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exertion, or going up stairs. Toward night the legs swelled. The pulse was one hundred.
On the 7th of April, this 'woman appeared before the consultation of the medical officers of the dispensary. I believe that none of these gentlemen had any doubts with regard to the nature of the case. She has, during the course of the treatment, repeatedly been examined by them. The reports, which were drawn up at each examination, I shall subjoin to my own account of the case.
With regard to the medicines that she has used, I may say here, once for all, that it has been necessary to employ opiates pretty freely, from the beginning of her treatment to the present time, both to relieve the pain and procure sleep ; this last has been effected very imperfectly. Saturnine lotions have been useful to prevent the inflammation, and excoriation of the discharge. Aperients (principally sulphate of magnesia) were also at first necessary, but in a few months ceased to be requisite. She has taken also a few other medicines, occasionally, but as they had no marked influence on her complaints, I need not trouble the reader with an account of them.
She consented to give the regimen a fair trial, and entered upon it on the 10th of February, 1813.
I also advised her particularly to use as much fruit as possible. As the strength was radically impaired, I recommended her to be sparing of exercise, but rather to use considerably a horizontal posture.
For more than half a year very little ground was gained. The muscular strength diminished, and the pains continued to be very severe. But the pulse was reduced in frequency: it became habitually about eighty in the minute; the discharge became less offensive, and, apparently, less acrimonious.
In August, 1813, she had a considerable respite from pain, which continued for three weeks. But it then recurred with great severity; but still, though the paroxysms were as frequent as during the former part of the year, she found that the severity of them was upon the whole sensibly diminished. The respiration became rather stronger. With the pains, the discharge (which had been checked) returned; it was green and foetid.
In the middle of December, the discharge nearly ceased, and the pain likewise. What she now principally complained of was an almost total want of sleep, and of appetite, with great lowness of spirits.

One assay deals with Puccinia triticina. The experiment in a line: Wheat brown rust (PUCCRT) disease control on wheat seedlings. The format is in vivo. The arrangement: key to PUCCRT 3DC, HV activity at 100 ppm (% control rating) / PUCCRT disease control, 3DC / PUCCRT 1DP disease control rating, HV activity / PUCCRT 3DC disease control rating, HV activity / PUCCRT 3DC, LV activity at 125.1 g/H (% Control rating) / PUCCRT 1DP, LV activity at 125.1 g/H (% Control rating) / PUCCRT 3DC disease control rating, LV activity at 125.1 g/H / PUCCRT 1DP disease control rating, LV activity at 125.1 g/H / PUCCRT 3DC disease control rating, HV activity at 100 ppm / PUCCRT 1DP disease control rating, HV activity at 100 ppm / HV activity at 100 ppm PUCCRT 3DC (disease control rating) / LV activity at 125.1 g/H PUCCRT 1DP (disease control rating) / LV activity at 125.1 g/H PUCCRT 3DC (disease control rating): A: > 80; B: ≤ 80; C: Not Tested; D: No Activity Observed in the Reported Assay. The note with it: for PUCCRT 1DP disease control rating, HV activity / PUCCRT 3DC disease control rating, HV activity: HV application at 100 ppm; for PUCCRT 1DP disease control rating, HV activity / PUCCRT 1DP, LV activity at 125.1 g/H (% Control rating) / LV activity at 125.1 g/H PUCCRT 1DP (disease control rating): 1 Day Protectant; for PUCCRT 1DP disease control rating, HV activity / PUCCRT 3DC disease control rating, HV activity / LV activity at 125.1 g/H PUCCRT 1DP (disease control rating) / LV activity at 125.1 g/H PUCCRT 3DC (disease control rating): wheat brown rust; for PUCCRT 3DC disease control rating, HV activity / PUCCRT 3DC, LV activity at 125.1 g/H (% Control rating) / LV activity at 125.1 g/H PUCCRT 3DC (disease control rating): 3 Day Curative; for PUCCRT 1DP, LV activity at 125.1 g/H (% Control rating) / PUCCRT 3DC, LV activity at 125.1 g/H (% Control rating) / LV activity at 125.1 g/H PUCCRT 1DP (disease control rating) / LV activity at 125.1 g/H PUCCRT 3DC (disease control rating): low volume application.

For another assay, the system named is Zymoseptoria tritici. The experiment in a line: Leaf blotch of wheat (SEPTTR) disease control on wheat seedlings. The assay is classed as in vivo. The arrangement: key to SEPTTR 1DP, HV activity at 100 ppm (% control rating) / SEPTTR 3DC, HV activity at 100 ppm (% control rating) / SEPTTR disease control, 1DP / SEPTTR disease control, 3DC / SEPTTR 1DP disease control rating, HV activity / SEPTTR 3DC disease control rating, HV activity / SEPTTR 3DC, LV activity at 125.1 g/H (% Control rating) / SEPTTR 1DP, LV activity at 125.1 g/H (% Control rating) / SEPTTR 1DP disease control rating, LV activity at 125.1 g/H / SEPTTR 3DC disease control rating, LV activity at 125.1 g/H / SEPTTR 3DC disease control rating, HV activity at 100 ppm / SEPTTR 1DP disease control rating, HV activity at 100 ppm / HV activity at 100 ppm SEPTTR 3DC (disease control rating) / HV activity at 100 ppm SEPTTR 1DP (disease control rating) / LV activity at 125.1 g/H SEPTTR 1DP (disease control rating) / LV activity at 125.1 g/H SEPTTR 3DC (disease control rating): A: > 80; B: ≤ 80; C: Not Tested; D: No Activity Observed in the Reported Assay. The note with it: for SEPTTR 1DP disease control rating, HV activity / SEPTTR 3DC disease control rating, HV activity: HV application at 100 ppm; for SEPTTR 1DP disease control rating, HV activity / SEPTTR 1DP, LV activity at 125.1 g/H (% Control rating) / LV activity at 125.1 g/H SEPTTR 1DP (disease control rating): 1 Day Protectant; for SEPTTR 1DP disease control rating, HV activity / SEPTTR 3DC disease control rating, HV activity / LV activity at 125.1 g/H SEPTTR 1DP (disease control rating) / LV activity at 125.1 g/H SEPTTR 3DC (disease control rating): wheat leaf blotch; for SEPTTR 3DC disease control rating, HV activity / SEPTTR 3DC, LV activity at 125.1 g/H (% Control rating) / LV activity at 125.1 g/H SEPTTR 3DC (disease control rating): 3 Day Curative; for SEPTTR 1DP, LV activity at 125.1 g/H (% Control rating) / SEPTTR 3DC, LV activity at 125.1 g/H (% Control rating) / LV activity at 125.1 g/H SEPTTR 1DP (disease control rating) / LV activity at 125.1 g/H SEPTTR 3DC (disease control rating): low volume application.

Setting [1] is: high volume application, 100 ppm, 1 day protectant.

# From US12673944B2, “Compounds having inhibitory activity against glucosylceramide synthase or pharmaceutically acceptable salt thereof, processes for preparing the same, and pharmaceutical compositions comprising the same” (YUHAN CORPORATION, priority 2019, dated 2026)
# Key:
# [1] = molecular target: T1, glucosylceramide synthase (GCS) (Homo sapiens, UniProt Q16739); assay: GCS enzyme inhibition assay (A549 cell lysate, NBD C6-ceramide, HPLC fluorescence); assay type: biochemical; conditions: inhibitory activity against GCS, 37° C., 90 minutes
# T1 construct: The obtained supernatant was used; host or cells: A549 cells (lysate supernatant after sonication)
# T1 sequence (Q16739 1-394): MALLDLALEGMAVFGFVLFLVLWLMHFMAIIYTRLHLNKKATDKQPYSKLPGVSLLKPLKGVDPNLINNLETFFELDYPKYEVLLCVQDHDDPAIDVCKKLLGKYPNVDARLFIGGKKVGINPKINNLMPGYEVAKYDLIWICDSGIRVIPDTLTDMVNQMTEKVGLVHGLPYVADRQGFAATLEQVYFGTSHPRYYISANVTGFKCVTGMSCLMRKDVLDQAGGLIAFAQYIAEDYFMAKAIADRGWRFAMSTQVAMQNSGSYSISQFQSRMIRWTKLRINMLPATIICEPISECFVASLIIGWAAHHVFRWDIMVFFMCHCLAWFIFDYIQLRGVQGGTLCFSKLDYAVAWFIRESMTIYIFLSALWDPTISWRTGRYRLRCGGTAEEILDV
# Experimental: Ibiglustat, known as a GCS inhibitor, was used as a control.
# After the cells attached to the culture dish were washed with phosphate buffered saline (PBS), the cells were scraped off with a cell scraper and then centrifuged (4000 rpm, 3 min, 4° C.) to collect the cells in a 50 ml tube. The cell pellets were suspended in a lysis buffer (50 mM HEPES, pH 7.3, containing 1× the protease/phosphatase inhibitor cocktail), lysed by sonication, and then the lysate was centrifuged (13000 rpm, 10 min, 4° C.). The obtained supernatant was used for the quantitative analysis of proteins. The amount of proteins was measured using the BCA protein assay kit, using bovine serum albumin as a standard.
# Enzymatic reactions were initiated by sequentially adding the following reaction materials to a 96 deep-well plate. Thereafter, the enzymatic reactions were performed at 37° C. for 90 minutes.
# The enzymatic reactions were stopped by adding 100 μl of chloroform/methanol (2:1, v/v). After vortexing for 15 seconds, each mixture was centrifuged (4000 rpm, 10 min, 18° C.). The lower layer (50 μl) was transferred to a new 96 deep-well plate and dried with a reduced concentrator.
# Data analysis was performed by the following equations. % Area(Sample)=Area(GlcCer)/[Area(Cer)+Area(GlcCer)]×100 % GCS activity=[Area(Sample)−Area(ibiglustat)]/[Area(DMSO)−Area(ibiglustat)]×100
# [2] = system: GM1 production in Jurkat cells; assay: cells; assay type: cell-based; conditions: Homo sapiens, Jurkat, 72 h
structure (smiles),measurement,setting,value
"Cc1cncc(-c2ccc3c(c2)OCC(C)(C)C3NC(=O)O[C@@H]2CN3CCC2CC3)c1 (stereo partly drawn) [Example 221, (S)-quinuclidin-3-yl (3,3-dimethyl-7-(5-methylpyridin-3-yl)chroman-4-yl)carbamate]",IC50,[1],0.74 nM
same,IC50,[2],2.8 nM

During the ensuing half year, the symptoms of cancer were more completely got under. In the middle of April, 1814, the relief was very great. In June, the pain was quite gone, and the discharge was very trifling. In August she was discharged, principally at her own request, with all the symptoms of carcinoma subdued. The general state of the health, too, was considerably improved.
But in the October following, she again became a patient. The pain had returned with severity, having been brought on, apparently, by the approach of the cold weather. It was again attended with some trifling discharge. This aggravation of the disease was, however, of short continuance. In four or five weeks it was removed, and she again was restored to her habitual state of a cessation from pain, almost complete, and the discharge stopped, except, perhaps, in a quantity so small as to be hardly perceptible, and as to be no inconvenience.
The present state of this, considered as a local disease, is very nearly as has been just described. Habitually she is without pain or discharge. But she has occasional attacks, which last a few days, or a week. They are severe enough to break her rest, and give her uneasiness; but not enough to cause confinement, or to prevent her doing the work of her house. The last of these attacks was in the middle of February of the present year.